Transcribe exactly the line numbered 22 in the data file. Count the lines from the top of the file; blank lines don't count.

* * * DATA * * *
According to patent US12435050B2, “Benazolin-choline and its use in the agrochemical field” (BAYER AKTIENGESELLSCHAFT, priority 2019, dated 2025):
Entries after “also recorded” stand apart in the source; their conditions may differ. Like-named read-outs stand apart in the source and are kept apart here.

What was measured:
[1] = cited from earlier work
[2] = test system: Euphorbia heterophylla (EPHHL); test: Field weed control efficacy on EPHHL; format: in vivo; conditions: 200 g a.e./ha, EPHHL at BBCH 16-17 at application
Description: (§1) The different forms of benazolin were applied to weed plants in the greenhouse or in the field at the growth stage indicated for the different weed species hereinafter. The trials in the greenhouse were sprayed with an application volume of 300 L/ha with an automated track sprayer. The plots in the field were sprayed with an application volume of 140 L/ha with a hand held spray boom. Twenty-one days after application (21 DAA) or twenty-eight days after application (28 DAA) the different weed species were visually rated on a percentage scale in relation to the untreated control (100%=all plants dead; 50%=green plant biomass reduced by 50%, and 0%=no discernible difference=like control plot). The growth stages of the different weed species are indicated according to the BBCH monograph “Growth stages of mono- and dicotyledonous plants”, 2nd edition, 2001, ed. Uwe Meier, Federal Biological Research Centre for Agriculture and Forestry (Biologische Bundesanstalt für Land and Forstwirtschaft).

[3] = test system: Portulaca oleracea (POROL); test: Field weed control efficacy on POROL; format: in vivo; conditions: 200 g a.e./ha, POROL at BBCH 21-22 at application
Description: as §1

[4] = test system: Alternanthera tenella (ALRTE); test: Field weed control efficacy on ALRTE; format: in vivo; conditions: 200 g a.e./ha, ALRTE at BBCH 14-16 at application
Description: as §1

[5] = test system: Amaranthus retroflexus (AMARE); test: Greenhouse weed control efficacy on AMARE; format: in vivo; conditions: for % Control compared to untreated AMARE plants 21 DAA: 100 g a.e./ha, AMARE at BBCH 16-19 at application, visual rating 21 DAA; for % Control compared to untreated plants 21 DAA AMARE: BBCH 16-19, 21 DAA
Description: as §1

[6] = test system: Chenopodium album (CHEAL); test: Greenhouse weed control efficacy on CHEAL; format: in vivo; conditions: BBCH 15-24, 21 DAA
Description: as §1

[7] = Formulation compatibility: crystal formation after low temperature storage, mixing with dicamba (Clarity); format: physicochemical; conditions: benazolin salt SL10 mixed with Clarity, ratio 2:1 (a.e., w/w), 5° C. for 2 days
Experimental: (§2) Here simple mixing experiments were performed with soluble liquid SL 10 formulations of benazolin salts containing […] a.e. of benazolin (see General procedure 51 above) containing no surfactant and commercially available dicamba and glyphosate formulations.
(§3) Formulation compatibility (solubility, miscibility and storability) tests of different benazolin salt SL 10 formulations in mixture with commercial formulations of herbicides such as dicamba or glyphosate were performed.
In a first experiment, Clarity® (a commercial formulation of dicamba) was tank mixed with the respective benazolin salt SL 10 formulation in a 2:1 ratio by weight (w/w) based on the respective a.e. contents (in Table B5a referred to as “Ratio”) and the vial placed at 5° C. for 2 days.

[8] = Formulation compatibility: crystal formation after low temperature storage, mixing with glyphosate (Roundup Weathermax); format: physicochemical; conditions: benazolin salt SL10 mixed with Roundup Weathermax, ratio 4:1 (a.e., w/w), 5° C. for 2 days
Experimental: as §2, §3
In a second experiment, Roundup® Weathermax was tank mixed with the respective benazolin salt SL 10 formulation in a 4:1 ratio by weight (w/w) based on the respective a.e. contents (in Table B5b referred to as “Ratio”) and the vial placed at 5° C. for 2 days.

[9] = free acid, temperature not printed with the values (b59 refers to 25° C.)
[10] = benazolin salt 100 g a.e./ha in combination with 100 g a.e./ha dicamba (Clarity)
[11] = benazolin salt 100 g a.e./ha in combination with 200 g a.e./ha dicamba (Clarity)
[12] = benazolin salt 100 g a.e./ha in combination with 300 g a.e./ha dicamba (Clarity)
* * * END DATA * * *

[9] = free acid, temperature not printed with the values (b59 refers to 25° C.)